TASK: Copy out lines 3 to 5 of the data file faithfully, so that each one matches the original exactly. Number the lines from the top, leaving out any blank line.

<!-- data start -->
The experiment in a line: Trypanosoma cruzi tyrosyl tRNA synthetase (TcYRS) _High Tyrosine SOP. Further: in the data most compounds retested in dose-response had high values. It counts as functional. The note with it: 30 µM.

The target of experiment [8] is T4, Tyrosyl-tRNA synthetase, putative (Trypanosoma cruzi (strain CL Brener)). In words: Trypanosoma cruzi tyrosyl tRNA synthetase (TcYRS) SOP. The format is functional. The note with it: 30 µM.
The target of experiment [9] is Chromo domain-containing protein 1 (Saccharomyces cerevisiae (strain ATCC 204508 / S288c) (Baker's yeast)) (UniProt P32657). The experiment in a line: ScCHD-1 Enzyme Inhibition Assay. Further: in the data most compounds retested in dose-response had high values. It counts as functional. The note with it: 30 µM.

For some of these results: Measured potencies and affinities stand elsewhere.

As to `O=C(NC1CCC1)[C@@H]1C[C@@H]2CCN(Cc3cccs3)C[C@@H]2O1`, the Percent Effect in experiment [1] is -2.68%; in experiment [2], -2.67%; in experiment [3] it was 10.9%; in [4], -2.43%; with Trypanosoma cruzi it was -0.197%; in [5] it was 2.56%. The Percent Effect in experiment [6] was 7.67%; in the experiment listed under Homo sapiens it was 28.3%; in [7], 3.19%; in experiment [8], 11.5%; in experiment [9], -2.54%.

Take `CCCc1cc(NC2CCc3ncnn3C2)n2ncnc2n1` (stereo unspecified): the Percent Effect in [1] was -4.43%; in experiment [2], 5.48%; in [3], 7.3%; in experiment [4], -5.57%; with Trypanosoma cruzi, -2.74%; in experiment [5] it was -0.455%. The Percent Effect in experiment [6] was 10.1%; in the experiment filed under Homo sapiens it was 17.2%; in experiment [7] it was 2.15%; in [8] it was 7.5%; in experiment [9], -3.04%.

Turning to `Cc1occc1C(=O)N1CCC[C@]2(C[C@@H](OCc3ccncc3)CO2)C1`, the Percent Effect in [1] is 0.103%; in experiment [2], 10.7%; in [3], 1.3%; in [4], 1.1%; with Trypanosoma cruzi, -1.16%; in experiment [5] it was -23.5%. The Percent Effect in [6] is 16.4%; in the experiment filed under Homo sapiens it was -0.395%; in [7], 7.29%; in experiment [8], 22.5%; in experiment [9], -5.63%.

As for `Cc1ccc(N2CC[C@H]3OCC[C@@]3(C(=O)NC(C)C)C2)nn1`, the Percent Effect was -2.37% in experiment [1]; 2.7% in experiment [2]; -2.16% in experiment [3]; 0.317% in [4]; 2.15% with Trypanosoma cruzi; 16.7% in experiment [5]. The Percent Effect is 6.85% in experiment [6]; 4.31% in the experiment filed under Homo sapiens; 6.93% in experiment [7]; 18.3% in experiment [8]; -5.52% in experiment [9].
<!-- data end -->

The target of experiment [9] is Chromo domain-containing protein 1 (Saccharomyces cerevisiae (strain ATCC 204508 / S288c) (Baker's yeast)) (UniProt P32657). The experiment in a line: ScCHD-1 Enzyme Inhibition Assay. Further: in the data most compounds retested in dose-response had high values. It counts as functional. The note with it: 30 µM.

For some of these results: Measured potencies and affinities stand elsewhere.

As to `O=C(NC1CCC1)[C@@H]1C[C@@H]2CCN(Cc3cccs3)C[C@@H]2O1`, the Percent Effect in experiment [1] is -2.68%; in experiment [2], -2.67%; in experiment [3] it was 10.9%; in [4], -2.43%; with Trypanosoma cruzi it was -0.197%; in [5] it was 2.56%. The Percent Effect in experiment [6] was 7.67%; in the experiment listed under Homo sapiens it was 28.3%; in [7], 3.19%; in experiment [8], 11.5%; in experiment [9], -2.54%.